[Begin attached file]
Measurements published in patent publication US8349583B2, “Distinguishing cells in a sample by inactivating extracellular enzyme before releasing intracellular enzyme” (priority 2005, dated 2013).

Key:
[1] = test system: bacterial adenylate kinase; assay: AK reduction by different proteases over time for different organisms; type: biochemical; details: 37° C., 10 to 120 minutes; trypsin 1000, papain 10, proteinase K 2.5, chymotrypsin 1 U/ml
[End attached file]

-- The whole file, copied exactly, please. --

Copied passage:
Measurements published in patent publication US8349583B2, “Distinguishing cells in a sample by inactivating extracellular enzyme before releasing intracellular enzyme” (priority 2005, dated 2013).

Key:
[1] = test system: bacterial adenylate kinase; assay: AK reduction by different proteases over time for different organisms; type: biochemical; details: 37° C., 10 to 120 minutes; trypsin 1000, papain 10, proteinase K 2.5, chymotrypsin 1 U/ml